The Democratic Alliance remains committed to working with all its partners despite the troubles in the Nelson Mandela Bay (NMB) coalition government, DA federal council chairman James Selfe said on Sunday.
Reports on Sunday about the possibility of an election rerun in Nelson Mandela Bay “where a DA-led coalition has been in government, seek to distract us from the most pertinent issues”, he said.
The reality was that the people of NMB had rejected the African National Congress at the ballot box during the 2016 local government elections. They made it clear, through their vote, that they wanted total change. They gave the DA and its coalition partners the mandate to govern with the commitment to root out corruption, deliver basic services fairly and equitably.
The coalition government had already made great progress in rooting out corruption, bringing about financial stability, and delivering services across NMB, more so to poor areas which were neglected by the previous ANC government, Selfe said.
“We cannot seek to put those very same voters through an election when their voices have been heard loud and clear, not just in NMB but in Tshwane and the City of Johannesburg. We also cannot be held to ransom and be forced to make decisions which will not be in the best interest of the people that we serve.
“The DA remains committed to working with all our partners to ensure that we do not fail those who have entrusted us with a mandate to lead them to a corrupt-free and working city. We will continue to engage further with those whom we govern with so that we can ensure that we do not lose sight of what is most important, the voters,” Selfe said.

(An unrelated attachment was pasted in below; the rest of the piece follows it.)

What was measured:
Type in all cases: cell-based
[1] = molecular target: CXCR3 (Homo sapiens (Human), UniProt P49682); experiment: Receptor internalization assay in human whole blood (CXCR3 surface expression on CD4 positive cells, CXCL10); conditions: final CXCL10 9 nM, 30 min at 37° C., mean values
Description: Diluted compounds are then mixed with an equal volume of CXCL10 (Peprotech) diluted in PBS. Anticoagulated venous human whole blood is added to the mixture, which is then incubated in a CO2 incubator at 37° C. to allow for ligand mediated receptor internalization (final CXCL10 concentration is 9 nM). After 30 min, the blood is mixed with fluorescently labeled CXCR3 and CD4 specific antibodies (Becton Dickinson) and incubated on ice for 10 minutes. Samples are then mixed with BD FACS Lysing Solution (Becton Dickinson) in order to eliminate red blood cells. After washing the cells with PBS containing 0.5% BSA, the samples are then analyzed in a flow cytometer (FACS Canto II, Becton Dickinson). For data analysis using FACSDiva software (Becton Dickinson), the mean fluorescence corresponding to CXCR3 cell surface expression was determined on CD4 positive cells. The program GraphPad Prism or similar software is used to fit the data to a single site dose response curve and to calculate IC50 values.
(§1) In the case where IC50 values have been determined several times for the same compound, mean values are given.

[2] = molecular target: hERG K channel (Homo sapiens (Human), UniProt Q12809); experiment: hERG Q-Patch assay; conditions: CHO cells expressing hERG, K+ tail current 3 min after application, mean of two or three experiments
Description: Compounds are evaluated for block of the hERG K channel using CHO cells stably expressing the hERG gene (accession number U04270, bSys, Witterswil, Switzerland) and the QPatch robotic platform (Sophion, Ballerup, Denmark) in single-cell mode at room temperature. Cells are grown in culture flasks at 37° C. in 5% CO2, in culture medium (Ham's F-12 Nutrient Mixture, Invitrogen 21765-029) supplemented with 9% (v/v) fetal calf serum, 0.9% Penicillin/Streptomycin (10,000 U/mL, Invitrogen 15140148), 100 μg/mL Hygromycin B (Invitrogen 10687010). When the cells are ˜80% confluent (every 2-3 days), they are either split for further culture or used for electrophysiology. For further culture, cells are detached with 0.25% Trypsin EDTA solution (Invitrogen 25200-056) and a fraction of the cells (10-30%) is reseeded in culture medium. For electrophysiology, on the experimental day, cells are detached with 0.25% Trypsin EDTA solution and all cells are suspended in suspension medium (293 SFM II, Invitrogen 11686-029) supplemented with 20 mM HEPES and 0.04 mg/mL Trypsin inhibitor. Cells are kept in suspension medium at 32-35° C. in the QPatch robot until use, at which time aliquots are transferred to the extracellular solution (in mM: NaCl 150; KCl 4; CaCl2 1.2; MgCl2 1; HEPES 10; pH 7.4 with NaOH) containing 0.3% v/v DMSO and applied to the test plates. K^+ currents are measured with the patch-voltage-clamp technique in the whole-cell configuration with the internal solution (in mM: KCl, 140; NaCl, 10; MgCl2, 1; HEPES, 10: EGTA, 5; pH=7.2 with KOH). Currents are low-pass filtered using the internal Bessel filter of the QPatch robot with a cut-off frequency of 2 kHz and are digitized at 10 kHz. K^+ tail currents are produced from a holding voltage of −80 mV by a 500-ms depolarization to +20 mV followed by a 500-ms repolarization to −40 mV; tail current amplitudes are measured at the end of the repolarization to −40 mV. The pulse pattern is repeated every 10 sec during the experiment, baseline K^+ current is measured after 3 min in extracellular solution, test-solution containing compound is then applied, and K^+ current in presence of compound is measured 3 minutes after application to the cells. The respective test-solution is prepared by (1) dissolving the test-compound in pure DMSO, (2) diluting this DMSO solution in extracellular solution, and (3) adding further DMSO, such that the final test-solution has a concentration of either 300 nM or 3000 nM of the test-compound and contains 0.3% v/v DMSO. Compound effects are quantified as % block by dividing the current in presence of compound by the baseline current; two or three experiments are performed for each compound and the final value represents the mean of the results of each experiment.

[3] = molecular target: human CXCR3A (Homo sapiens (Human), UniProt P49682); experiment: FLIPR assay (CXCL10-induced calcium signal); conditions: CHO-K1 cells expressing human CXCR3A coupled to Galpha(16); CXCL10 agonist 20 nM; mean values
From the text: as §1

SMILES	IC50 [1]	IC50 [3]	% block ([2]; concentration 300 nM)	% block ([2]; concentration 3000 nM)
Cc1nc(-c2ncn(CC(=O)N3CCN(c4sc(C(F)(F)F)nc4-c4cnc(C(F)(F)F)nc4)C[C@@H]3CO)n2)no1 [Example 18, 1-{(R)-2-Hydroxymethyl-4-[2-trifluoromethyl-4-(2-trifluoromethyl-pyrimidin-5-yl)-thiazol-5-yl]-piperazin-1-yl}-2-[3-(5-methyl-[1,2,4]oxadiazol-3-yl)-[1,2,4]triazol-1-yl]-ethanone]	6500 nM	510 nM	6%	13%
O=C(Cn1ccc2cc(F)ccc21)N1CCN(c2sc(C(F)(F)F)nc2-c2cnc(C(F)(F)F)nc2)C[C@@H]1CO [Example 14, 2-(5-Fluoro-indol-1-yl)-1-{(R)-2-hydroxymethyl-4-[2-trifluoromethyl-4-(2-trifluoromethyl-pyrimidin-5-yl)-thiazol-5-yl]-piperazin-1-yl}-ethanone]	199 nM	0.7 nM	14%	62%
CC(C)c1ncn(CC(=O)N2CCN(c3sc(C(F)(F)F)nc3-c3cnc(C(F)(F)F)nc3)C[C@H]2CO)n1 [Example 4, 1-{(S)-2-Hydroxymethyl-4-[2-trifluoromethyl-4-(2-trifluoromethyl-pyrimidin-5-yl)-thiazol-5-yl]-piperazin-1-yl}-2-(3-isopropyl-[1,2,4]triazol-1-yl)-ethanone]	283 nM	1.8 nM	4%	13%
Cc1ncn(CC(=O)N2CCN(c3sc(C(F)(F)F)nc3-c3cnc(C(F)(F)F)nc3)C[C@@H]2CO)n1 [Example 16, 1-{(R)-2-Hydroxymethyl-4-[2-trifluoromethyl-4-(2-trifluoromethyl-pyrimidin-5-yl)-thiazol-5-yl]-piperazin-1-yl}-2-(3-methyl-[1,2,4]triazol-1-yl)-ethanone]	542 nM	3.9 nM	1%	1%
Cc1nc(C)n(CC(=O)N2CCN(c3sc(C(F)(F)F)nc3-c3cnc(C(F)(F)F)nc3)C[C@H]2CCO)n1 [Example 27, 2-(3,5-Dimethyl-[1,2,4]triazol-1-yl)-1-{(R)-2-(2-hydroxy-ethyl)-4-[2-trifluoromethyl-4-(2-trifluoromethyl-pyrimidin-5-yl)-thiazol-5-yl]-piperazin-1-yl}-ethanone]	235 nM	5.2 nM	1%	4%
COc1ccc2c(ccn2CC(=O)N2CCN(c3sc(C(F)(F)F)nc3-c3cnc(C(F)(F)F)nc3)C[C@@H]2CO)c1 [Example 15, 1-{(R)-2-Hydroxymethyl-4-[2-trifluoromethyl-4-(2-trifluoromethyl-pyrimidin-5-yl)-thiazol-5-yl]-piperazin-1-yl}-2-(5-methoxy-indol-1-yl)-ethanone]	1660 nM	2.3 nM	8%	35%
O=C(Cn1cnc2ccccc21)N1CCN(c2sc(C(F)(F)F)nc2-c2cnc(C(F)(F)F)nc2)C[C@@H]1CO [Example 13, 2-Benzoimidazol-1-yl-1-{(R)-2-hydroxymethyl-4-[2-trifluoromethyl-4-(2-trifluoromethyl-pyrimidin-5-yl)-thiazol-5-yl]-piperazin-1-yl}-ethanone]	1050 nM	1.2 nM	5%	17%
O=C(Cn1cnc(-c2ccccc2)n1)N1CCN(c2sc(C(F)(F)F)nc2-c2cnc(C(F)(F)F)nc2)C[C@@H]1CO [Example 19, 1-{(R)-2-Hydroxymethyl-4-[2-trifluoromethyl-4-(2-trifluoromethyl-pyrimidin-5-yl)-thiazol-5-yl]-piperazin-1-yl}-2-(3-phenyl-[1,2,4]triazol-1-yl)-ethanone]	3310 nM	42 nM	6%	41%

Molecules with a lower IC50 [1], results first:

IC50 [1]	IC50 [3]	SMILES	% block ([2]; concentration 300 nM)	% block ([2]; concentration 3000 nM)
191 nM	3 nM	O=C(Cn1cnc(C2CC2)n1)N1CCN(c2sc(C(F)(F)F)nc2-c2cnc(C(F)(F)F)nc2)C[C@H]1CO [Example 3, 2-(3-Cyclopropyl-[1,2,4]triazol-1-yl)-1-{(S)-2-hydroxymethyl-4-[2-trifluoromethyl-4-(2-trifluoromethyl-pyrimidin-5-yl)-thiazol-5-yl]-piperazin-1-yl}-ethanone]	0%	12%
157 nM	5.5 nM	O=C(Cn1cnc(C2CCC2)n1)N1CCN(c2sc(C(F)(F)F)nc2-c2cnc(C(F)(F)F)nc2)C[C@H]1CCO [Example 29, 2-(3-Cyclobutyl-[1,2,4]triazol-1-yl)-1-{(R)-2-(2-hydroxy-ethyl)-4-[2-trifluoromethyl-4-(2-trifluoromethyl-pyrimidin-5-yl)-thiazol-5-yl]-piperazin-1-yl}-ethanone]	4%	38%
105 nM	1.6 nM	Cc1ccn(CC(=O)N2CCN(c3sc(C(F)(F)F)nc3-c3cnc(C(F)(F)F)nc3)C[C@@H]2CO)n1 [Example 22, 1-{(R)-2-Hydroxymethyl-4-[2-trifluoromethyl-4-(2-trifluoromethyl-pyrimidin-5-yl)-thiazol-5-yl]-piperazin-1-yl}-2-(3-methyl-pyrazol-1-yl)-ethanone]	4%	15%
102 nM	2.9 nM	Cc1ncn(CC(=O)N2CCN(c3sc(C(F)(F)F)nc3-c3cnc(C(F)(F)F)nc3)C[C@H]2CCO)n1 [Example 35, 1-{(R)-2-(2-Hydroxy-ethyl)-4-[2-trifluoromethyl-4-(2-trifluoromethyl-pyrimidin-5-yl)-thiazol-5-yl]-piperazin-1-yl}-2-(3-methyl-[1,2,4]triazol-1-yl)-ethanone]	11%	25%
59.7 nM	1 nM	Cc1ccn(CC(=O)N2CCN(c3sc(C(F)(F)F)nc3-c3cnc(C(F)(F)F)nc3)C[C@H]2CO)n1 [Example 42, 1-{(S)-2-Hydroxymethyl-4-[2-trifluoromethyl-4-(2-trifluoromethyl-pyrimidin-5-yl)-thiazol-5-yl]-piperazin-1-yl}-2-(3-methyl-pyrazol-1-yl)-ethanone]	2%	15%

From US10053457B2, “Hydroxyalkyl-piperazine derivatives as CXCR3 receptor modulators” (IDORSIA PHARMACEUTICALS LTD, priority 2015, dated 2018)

The ability of the DA to continue running the metro may be challenged due to the fact that coalition partner the UDM has turned its back on the party after it voted out the UDM’s Mongameli Bobani as deputy mayor. The Patriotic Alliance demanded to be given the vacant position, but mayor Athol Trollip refused, saying it would be blackmail.
UDM leader Bantu Holomisa reportedly said he would not be opposed to seeing elections being run again in the metro. Holomisa told City Press he would also be satisfied if Trollip was also recalled and replaced as mayor by the DA. He would then continue to support the party’s administration in the city.
The EFF, with six councillors, could, however, still play a decisive role in keeping the DA in charge of the 120-seat council. The DA has 57 councillors, with coalition partners Cope and the ACDP offering one each.
The EFF has, however, been boycotting council sittings in Nelson Mandela Bay, Tshwane and Johannesburg, a sign of weakness that the ANC has been trying to capitalise on.
– African News Agency (ANA)